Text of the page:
Ameritrade

on Wednesday

announced it had agreed to acquire

TradeCast

, a provider of direct access trade execution and software. Though individuals might know TradeCast as a day-trading broker, the company also serves businesses, working with brokers, hedge funds and money management firms. By all accounts, this arrangement will play to that institutional, or "B2B," area of Ameritrade's business. The deal also appears to have the potential to yield benefits for active individual Ameritraders, such as streaming quotes, which TradeCast offers but Ameritrade currently does not. Upshot of the news: It seems Ameritrade plans to butter its bread right now primarily on the active retail/pro end rather than the mainstream individual.

Stop at the Red Light and Sell

Fidelity this week announced plans to offer "in-car," "hands-free" trading in some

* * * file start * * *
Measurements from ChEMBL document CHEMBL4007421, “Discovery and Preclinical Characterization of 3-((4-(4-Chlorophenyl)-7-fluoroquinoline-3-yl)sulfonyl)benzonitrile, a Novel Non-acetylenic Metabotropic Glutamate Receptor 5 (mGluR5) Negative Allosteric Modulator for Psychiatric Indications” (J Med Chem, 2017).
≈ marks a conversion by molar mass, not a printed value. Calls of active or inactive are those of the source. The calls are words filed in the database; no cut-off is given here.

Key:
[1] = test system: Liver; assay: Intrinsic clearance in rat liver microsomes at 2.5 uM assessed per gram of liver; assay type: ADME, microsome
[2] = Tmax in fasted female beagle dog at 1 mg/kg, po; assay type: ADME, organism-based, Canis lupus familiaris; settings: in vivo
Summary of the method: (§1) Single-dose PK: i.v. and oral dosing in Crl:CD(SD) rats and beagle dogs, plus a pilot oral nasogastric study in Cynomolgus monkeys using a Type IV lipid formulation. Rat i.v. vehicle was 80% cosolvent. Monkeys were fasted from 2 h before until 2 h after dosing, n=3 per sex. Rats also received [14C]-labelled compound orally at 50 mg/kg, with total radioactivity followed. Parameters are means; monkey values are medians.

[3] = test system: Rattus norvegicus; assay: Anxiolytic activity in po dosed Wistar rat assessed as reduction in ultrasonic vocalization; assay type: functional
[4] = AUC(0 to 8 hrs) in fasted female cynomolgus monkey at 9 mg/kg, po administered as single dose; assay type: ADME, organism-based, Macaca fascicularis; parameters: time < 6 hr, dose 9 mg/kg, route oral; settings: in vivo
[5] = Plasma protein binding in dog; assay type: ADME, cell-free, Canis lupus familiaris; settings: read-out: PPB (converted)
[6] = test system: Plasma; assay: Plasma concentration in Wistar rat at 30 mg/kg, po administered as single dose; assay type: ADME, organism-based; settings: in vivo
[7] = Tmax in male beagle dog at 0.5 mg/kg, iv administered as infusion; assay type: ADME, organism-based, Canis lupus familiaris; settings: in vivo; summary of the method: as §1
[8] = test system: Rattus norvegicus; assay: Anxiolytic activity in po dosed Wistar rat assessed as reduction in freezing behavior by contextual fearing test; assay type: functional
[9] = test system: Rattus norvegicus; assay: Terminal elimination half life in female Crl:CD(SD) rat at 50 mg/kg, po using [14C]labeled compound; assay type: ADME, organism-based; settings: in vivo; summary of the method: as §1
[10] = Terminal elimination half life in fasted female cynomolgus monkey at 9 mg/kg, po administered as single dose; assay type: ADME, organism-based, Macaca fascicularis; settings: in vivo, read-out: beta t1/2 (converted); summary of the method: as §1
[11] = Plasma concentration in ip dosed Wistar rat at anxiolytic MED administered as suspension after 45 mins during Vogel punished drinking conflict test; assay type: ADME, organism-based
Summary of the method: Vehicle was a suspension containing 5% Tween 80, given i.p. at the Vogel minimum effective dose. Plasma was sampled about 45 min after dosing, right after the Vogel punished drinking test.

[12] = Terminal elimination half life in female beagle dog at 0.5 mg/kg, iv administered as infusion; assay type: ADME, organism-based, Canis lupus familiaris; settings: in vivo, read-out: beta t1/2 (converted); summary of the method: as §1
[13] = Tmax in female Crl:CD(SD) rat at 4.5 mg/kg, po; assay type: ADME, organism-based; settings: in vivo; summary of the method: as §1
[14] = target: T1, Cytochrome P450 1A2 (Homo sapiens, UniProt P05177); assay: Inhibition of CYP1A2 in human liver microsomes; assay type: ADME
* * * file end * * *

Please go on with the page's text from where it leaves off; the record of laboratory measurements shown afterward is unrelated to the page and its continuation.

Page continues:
GM

cars. Drivers who subscribe to GM's "OnStar" service will be able to get quotes, watch lists and market information starting in April, and eventually, account balances, holdings and trading. I commend any broker expanding customer options. But as with "traditional" wireless trading cell phones/pagers -- I doubt early OnStar/brokerage adopters will find it a "smooth ride." (See this related

What Works column on wireless trading.) If you try out OnStar, do let me know how it goes with an email to

whatworks@thestreet.com.

Best Brokers at Tax Time?

I'm still soliciting ideas on what brokers serve investors best, and why, at tax time. Please email me with your full name at

whatworks@thestreet.com.

Thanks for Chatting

Thanks to all of you who joined me and Mark Ingebretsen on Tuesday for our chat about online brokers. If you missed it, you can catch the transcript

here.